Tell Nanna to watch her glasses and tell your friend that her necklace is in danger – your baby is starting to get grabby. And whatever finds itself in her hands will inevitably end up in her mouth.
How is baby going?
Your little one might be looking less like a baby these days – some babies may even be able to sit unsupported sometime in the fifth month, although they can’t stop themselves from toppling over until they are older. If you’ve been giving your baby heaps of tummy time you might have a little roller on your hands earlier rather than later – probably just belly to back at this stage. While on her belly your baby will probably be able to support herself on straight arms.
At this age babies like to explore with their mouths and it doesn’t necessarily mean they are teething – despite what your MIL and the lady at the fruit shop tells you. You might see a little toothy peg poking its way through sooner rather than later but it wouldn’t be unusual if your baby was a little gummy bear right up until her first birthday.
Be on the lookout for other teething symptoms, which include drool (and lots of it), swollen gums, rosy cheeks and irritability or clinginess. Check out our general guide as to when baby teeth usually appear and in what order.
Have you heard of the four-month sleep regression? If your baby has up until now been sleeping quite well but is starting to wake more recently then it might be just the age.
If your baby is a catnapper you might find that he still needs three or more day sleeps – often one in the morning, one just after lunch and another shorter one in the late afternoon. If your baby has longer sleeps he may start to drop the last sleep of the day this month.
Your baby might be growing frustrated by not being able to move around. Her brain wants to run explore but her body just isn’t ready.
You might be tempted to buy a walker or similar toy to give your baby a new perspective but make sure that whatever you buy is safe and that you don’t overuse it. Your baby’s frustration at not being able to move is also her motivation to get going. If you don’t give her heaps of opportunity to play on the floor she won’t get much chance to work on the skills needed for crawling and walking later on.
Breast milk or formula gives your baby all the nutrition she needs in the first six months of her life. But lately you might find that your baby is fussing at feed time and is finished before you know it! Gone are the days when you could watch half a series of your favourite show while feeding your little one.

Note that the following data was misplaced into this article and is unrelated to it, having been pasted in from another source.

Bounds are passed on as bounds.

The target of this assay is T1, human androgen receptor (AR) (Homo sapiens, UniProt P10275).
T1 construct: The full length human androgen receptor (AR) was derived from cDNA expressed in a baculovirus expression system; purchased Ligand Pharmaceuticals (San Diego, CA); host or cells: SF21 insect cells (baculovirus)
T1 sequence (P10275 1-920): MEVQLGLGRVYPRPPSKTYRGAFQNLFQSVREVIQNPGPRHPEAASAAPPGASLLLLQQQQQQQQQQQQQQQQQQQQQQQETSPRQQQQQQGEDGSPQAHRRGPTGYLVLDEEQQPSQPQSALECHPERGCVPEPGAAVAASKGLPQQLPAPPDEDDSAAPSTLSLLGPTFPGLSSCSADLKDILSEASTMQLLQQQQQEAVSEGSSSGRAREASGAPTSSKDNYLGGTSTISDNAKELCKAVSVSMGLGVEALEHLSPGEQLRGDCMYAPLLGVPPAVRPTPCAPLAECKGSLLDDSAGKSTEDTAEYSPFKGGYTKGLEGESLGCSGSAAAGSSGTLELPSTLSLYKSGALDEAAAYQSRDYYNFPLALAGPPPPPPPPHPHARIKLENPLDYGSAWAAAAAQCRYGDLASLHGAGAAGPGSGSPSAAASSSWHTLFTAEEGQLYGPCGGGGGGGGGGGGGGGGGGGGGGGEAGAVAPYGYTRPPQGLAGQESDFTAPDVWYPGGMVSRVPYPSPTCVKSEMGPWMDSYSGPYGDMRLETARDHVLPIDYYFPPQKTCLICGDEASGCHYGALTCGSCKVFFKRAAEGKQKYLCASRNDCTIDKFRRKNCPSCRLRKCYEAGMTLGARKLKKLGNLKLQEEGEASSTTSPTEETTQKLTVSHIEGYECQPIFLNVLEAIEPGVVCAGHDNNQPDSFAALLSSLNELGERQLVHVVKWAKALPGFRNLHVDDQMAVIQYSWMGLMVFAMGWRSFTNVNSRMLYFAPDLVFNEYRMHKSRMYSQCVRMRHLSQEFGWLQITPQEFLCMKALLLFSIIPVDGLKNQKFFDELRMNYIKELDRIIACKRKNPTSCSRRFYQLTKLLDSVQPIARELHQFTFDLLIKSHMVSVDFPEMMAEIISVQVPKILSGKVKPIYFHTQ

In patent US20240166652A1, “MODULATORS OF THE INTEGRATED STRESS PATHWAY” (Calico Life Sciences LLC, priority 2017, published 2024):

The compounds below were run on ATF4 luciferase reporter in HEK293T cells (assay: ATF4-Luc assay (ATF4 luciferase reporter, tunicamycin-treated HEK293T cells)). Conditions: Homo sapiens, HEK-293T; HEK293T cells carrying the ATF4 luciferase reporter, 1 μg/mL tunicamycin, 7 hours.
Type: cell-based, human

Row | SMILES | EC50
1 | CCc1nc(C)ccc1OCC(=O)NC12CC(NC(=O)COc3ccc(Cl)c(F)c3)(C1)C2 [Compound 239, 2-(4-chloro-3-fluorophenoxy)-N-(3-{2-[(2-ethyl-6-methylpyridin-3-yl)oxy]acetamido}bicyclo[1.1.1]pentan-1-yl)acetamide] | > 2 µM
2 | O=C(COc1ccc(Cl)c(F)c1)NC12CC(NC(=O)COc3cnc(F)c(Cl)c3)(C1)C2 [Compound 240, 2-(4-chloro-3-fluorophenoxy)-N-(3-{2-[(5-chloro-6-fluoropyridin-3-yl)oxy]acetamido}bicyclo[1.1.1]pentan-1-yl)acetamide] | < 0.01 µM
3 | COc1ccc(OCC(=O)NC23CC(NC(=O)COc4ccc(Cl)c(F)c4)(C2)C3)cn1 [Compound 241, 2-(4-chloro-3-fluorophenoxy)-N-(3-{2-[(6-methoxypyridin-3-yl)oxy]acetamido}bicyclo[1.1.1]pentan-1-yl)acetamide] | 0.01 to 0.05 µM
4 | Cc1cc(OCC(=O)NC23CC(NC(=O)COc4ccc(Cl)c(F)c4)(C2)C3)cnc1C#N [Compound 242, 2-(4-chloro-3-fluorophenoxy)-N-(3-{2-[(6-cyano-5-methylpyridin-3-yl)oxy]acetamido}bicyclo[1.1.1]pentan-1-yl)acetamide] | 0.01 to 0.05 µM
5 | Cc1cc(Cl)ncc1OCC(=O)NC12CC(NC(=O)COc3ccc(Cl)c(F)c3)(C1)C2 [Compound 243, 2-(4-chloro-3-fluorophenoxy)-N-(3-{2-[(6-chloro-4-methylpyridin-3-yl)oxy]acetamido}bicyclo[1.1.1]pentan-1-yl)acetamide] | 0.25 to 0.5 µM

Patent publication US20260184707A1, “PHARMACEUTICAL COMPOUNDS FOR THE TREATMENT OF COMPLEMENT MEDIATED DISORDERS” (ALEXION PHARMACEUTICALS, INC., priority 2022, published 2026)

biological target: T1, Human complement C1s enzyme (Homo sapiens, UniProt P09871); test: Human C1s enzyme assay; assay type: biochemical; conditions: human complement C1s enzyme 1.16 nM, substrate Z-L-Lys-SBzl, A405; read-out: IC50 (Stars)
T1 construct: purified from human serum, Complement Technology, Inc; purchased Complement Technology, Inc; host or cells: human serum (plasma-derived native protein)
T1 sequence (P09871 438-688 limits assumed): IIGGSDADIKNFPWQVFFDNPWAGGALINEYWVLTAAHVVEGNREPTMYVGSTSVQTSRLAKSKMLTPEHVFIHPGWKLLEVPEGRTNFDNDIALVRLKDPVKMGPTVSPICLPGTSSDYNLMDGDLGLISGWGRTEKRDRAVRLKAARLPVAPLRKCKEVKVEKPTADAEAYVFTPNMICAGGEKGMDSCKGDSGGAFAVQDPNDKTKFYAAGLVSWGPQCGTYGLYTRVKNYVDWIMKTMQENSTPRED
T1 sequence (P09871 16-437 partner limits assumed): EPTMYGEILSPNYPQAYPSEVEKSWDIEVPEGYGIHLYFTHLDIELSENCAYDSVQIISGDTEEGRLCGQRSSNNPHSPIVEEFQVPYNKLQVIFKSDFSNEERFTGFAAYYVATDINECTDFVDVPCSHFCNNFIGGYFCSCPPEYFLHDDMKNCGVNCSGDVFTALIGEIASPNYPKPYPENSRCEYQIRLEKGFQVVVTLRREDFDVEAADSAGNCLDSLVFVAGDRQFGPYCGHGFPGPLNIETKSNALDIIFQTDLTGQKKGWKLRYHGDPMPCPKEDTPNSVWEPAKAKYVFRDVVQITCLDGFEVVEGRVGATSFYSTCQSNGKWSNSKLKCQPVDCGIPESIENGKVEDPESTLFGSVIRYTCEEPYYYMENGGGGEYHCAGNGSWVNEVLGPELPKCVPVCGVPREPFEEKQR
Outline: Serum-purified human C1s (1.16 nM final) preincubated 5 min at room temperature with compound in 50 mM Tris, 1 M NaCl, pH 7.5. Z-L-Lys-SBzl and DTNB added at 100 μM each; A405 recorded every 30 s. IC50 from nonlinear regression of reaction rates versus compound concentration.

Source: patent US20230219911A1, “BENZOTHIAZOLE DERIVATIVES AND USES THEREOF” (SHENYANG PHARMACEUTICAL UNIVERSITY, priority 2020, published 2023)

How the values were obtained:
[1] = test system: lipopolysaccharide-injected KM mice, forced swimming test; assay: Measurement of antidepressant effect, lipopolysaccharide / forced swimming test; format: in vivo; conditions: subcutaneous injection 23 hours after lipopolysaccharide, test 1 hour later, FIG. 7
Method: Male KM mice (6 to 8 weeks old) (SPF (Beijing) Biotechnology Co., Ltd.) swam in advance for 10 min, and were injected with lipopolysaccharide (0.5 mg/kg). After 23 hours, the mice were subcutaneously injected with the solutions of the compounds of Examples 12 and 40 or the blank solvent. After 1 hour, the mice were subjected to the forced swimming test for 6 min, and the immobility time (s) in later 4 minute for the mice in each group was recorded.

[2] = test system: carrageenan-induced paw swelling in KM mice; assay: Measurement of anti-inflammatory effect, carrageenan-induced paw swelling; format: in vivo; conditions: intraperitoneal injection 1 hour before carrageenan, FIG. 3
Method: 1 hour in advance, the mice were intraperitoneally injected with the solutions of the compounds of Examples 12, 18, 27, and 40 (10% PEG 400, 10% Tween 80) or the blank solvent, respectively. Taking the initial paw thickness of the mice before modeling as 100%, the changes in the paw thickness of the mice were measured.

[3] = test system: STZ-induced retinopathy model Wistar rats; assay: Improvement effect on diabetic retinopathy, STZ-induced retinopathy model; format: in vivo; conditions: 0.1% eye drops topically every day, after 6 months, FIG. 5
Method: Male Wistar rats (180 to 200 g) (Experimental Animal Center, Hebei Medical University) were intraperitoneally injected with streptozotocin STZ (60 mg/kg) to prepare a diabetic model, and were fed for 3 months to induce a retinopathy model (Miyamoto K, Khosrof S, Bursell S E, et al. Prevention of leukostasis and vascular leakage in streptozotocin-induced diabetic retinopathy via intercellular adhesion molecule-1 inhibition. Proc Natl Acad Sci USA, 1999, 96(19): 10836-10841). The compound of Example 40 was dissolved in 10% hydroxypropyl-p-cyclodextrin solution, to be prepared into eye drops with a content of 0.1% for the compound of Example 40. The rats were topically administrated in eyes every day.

These days she’ll be craning her head back to see what your favourite characters are up to! Very frustrating! Don’t misinterpret her fussiness as a rejection of the breast or a need to move to solids. She is getting very efficient at feeding so is most likely getting all she needs in a fraction of the time it took when she was a newborn. Plus she’s a little busy body and will be easily distracted. It is likely to be just a phase but you may need to feed her is a quieter room with less distractions for a while.
How are you going?
How has your transition into parenthood gone? Are you finding your feet now that you’re out of the newborn phase? Or are you still overwhelmed some days. It is normal to feel like this, having a baby is a major life change. Here are some tips on how to break out of the new mummy daze but, if you feel like you can’t – if you feel anxious and depressed for weeks – then it is a good idea to chat to someone about how you are feeling.
Signs and symptoms of perinatal depression and anxiety include panic attacks, persistent, generalised worry, development of obsessive or compulsive behaviours, abrupt mood swings, feeling constantly tired, withdrawing from friends, difficulty focusing, feeling constantly sad or crying for no reason and having thoughts of death or suicide. If you are struggling with perinatal anxiety or depression, call PANDA’s free National Perinatal Anxiety and Depression Helpline on 1300 726 306.
2 things to do when your baby is 4 months old
Please note: All babies are different, these are generic guides and aren’t a substitute for professional medical advice. If you have any concerns, don’t hesitate to contact your health care provider.